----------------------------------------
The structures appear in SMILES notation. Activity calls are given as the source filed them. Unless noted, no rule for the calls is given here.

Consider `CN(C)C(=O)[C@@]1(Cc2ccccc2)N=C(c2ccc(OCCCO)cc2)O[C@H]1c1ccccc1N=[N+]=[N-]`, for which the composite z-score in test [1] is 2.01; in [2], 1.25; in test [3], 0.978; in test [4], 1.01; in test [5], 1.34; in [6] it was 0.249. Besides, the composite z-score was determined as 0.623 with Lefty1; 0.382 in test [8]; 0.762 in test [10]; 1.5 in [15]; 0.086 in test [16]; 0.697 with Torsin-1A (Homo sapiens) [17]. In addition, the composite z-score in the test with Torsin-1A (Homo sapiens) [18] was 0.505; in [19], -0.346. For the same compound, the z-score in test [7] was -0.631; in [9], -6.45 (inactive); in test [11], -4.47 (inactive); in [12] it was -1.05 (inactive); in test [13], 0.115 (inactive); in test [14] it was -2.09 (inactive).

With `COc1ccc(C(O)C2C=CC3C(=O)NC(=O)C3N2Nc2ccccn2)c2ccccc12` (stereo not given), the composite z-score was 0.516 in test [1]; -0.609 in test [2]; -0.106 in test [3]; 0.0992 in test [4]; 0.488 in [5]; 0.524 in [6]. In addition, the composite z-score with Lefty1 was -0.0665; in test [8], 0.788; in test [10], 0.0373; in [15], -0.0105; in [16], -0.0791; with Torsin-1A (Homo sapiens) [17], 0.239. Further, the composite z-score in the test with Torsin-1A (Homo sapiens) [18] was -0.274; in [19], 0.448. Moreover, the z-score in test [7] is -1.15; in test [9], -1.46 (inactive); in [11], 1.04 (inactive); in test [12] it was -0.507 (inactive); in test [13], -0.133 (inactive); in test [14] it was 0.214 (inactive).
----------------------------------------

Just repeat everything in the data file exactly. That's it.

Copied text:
The structures appear in SMILES notation. Activity calls are given as the source filed them. Unless noted, no rule for the calls is given here.

Consider `CN(C)C(=O)[C@@]1(Cc2ccccc2)N=C(c2ccc(OCCCO)cc2)O[C@H]1c1ccccc1N=[N+]=[N-]`, for which the composite z-score in test [1] is 2.01; in [2], 1.25; in test [3], 0.978; in test [4], 1.01; in test [5], 1.34; in [6] it was 0.249. Besides, the composite z-score was determined as 0.623 with Lefty1; 0.382 in test [8]; 0.762 in test [10]; 1.5 in [15]; 0.086 in test [16]; 0.697 with Torsin-1A (Homo sapiens) [17]. In addition, the composite z-score in the test with Torsin-1A (Homo sapiens) [18] was 0.505; in [19], -0.346. For the same compound, the z-score in test [7] was -0.631; in [9], -6.45 (inactive); in test [11], -4.47 (inactive); in [12] it was -1.05 (inactive); in test [13], 0.115 (inactive); in test [14] it was -2.09 (inactive).

With `COc1ccc(C(O)C2C=CC3C(=O)NC(=O)C3N2Nc2ccccn2)c2ccccc12` (stereo not given), the composite z-score was 0.516 in test [1]; -0.609 in test [2]; -0.106 in test [3]; 0.0992 in test [4]; 0.488 in [5]; 0.524 in [6]. In addition, the composite z-score with Lefty1 was -0.0665; in test [8], 0.788; in test [10], 0.0373; in [15], -0.0105; in [16], -0.0791; with Torsin-1A (Homo sapiens) [17], 0.239. Further, the composite z-score in the test with Torsin-1A (Homo sapiens) [18] was -0.274; in [19], 0.448. Moreover, the z-score in test [7] is -1.15; in test [9], -1.46 (inactive); in [11], 1.04 (inactive); in test [12] it was -0.507 (inactive); in test [13], -0.133 (inactive); in test [14] it was 0.214 (inactive).